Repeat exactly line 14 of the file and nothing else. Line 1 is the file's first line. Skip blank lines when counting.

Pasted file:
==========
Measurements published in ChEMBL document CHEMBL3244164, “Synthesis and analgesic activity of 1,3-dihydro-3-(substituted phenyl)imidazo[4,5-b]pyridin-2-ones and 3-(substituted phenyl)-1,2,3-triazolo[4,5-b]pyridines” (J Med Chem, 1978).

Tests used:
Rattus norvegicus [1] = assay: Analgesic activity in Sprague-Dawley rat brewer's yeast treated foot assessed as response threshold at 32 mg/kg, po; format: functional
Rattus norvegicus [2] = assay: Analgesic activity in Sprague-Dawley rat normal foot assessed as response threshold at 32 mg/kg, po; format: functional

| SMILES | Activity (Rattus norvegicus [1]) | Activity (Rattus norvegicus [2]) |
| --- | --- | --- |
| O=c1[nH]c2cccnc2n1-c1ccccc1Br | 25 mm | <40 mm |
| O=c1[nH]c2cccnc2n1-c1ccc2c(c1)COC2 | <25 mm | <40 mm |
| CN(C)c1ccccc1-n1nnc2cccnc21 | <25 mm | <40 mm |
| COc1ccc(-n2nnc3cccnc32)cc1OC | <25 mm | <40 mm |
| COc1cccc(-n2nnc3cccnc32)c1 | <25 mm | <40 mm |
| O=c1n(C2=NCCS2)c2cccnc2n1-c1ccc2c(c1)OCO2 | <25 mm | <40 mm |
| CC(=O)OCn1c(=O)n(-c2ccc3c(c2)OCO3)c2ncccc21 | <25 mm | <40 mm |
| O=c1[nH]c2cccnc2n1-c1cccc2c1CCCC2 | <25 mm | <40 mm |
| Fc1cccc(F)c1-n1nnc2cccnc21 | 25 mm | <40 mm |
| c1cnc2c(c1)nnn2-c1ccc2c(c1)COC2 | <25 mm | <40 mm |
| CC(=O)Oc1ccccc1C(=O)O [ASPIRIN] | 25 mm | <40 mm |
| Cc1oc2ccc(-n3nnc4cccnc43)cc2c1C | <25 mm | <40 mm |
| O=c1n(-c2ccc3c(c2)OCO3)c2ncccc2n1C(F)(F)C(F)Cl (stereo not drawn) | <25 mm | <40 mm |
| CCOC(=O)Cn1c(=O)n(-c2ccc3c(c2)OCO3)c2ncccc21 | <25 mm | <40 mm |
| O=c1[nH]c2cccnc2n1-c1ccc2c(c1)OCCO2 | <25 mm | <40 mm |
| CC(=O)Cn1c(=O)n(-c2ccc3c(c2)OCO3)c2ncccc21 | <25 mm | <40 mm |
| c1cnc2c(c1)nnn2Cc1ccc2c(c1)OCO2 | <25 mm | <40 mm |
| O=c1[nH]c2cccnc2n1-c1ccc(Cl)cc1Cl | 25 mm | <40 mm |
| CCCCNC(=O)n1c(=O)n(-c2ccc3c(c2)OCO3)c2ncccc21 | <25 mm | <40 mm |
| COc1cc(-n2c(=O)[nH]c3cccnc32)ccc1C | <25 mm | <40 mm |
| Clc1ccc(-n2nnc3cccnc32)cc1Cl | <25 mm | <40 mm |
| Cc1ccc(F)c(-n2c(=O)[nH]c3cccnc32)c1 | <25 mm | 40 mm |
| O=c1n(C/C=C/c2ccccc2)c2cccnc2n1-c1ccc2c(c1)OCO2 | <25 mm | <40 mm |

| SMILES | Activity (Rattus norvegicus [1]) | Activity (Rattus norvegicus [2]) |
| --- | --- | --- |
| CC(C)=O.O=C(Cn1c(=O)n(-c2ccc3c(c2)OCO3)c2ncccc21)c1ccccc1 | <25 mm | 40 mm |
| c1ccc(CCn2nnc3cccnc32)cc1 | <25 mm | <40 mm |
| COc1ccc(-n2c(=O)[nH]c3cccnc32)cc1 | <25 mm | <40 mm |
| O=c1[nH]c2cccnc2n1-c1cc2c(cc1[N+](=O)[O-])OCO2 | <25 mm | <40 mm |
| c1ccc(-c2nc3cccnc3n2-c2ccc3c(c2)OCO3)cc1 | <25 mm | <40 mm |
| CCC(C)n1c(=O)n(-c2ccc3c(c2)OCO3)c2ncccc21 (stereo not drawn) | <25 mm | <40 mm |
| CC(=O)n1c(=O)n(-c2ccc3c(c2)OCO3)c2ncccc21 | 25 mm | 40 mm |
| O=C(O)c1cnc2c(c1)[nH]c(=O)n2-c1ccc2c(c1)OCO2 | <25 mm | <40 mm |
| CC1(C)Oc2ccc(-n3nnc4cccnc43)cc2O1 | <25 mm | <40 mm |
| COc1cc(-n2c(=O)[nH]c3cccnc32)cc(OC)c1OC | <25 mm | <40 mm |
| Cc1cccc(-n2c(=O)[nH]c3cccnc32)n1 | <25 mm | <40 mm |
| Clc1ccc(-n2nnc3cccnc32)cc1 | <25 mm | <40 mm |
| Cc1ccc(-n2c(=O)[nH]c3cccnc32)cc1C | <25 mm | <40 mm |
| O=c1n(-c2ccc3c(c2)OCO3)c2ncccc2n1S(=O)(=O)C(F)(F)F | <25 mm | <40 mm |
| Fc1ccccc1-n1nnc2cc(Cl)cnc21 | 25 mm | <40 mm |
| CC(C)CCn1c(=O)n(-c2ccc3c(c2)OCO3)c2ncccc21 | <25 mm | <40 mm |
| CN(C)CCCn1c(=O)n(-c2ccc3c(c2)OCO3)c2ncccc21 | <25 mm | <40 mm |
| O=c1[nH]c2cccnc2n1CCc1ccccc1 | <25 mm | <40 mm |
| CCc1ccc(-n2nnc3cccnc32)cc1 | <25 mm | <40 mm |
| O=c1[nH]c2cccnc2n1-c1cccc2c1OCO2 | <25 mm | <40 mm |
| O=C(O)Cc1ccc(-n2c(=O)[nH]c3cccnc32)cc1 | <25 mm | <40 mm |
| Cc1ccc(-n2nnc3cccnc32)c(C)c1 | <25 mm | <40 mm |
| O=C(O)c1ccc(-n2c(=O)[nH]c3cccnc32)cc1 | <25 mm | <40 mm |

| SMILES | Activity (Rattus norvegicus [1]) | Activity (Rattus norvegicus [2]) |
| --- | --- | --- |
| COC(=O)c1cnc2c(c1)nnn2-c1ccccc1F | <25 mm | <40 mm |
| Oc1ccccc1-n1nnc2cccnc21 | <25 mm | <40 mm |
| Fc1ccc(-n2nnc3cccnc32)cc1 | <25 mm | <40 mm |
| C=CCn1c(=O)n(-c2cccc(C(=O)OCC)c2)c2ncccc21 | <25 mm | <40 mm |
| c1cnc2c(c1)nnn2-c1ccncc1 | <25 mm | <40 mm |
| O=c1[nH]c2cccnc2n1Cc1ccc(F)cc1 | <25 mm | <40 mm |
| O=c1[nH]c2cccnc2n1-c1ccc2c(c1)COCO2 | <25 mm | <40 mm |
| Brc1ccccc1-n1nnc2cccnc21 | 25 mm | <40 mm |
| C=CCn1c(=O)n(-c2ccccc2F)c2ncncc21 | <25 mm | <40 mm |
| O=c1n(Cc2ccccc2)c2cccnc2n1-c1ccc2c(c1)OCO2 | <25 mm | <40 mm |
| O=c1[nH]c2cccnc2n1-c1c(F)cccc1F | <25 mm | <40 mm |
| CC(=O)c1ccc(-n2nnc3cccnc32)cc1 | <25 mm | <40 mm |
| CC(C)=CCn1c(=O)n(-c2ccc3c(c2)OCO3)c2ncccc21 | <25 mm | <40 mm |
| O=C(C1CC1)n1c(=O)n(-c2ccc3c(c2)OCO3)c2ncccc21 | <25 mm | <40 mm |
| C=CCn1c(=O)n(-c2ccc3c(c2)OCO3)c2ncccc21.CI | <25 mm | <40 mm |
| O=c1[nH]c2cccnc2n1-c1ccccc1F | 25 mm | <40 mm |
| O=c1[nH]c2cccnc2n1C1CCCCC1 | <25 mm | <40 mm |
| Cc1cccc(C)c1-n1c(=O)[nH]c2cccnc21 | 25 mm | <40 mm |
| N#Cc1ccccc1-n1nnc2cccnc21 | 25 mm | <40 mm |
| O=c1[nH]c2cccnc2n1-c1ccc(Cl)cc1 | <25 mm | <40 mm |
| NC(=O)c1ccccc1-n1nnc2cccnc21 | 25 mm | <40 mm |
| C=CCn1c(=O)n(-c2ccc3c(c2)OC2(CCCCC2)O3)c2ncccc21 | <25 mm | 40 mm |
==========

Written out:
| O=c1[nH]c2cccnc2n1-c1cccc2c1CCCC2 | <25 mm | <40 mm |